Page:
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Sharp Health News

Keep cooking in your own kitchen

Sept. 20, 2017

Keep cooking in your own kitchen

There is no denying that the U.S. population is aging. In fact, it’s estimated that there will be close to 72 million people over the age of 65 by 2030, representing 20 percent of the entire population.

Americans are living longer than previous generations and many of these older adults would like to live in their own homes for as long as they can. These seniors hope to “age in place,” a term used by AARP to describe a person’s ability to age safely in their residence and community of choice while maintaining their dignity and quality of life.

However, it’s important to consider how you or a loved one might age in place before it is no longer an option. Preparing your home to ensure that changing needs are met and wishes are honored can start long before one is considered a “senior citizen.”

“One of the first things we ask people when we meet with them is whether their home is currently safe and will continue to be safe for them as they age,” says Claire Sigal, Sharp Home Health senior specialist. “Our goal is to help them identify and address any safety issues while honoring their personal needs and wishes so that they can move around safely and enjoy living in their home for as long as they’d like.”

The kitchen is often thought of as the heart of a home and is an important room to consider. Sigal says that she and her Sharp Home Health colleagues not only look at whether a person can prepare meals in their kitchen, but also if he or she can safely move about in it without risk of falling or injury.

She and other home health professionals will usually ask the following questions about the kitchen:

  • Is the entryway into the kitchen at least 36 inches wide, and is there enough room to move about safely?
  • Is the surface of the kitchen floor nonslip, and are there nonslip strips under throw rugs?
  • Do you have to step over any electric, telephone or extension cords?
  • Is there suitable lighting in the work areas, and are stovetop controls easy to see and reach?
  • Is the sink faucet lever-touch for ease as well as temperature-regulated and kept at or below 120 degrees?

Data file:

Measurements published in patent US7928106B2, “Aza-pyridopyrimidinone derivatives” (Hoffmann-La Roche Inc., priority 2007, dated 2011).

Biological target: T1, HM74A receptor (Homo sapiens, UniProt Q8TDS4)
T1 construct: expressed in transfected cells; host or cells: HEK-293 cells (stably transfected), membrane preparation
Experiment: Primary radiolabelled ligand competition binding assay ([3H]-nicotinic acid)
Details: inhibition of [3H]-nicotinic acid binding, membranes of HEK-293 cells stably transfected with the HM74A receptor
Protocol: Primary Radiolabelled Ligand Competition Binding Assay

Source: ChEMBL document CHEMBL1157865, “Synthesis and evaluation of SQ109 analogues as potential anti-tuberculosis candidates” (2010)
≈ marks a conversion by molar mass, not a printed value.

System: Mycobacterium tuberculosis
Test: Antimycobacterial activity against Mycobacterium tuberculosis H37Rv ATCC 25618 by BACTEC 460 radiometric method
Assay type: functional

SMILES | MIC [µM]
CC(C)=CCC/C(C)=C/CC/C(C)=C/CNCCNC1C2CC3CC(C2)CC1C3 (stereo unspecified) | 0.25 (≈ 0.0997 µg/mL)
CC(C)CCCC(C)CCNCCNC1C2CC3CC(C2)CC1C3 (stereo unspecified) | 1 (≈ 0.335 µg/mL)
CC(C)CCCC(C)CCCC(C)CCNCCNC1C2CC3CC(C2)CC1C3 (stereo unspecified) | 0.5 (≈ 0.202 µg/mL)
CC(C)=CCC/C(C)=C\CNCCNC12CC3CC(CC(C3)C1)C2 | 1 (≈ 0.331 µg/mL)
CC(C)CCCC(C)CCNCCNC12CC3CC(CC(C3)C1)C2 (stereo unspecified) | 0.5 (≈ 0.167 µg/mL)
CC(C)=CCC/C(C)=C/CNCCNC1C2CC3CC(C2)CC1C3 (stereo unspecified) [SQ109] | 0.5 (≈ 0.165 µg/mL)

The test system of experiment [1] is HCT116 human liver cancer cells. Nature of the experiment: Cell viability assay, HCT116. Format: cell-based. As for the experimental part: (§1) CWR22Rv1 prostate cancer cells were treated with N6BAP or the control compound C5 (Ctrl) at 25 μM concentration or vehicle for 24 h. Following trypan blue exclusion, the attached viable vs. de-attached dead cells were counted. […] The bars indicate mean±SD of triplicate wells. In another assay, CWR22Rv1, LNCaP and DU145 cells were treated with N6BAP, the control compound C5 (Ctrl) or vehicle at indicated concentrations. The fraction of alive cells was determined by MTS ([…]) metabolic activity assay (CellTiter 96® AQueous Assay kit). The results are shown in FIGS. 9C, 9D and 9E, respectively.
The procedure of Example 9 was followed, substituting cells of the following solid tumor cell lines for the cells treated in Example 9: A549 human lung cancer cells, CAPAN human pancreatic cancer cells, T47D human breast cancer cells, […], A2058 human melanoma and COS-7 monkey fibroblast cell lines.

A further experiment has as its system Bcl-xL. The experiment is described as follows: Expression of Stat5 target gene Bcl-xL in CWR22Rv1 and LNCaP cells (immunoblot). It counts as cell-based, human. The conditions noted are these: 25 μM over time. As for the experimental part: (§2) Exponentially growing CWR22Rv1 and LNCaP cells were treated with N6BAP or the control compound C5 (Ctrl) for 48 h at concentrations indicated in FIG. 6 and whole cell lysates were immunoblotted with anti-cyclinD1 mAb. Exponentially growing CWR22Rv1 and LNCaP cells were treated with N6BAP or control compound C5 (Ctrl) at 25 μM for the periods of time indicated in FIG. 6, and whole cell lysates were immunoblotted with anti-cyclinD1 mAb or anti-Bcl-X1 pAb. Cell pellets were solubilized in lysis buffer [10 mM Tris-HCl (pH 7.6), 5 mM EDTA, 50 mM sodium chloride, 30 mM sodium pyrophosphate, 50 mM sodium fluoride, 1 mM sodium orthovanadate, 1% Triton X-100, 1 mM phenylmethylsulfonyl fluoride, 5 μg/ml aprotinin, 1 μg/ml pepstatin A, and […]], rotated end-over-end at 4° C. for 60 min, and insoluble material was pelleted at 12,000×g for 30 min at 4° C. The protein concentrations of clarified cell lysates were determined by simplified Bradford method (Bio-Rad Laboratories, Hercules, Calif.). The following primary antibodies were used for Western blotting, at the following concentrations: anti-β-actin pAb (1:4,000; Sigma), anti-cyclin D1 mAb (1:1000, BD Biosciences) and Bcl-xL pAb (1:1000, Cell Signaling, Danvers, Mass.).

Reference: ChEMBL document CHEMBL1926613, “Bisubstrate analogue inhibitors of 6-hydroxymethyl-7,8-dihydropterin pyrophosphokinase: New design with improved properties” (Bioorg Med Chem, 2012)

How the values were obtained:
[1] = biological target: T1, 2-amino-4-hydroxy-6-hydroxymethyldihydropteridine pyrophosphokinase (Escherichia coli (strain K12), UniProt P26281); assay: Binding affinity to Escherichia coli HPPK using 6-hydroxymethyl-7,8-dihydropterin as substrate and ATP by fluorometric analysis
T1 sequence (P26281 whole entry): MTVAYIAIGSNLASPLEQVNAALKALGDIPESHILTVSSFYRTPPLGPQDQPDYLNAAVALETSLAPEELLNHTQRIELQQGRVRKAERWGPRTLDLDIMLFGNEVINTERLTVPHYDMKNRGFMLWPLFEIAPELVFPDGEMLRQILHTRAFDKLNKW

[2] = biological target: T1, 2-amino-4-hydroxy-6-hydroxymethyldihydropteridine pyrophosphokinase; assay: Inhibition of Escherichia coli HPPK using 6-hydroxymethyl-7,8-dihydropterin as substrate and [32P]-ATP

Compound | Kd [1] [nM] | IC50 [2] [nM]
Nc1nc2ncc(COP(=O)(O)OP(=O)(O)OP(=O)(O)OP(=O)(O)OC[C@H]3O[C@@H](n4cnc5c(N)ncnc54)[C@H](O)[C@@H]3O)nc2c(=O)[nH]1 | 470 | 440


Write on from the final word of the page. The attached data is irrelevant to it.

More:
• Are drawers and cabinet doors easy to reach, with shelves and drawers labeled?
  • If a step stool must be used, does it have a nonslip base and a handle?
  • Are there smoke and carbon monoxide detectors near the kitchen?
  • Is there a fire extinguisher within reach of cooking areas?
  • Is a telephone readily available for emergencies?

Once a safety assessment is made, Sigal and her team can make suggestions for easy, do-it-yourself changes to the kitchen. They can also suggest products that might make being in the kitchen and cooking easier for a senior.

“I often will send an email to family members with links to products they can use,” says Sigal. “I’ll let them know that ‘XYZ’ is perfect for their aging mom or dad, provide photos of what it looks like and links to popular, nationwide shopping sites where they can buy it. I also give family members an idea of how much it will cost. I’m not a sales person; it’s just one of the many services we like to offer to help people comfortably and safely age in place.”

Find more information on AARP’s home safety recommendations and its HomeFit guide at aarp.org.

For the news media: To talk with Claire Sigal about aging in place for an upcoming story, contact Erica Carlson, senior public relations specialist, at erica.carlson@sharp.com.

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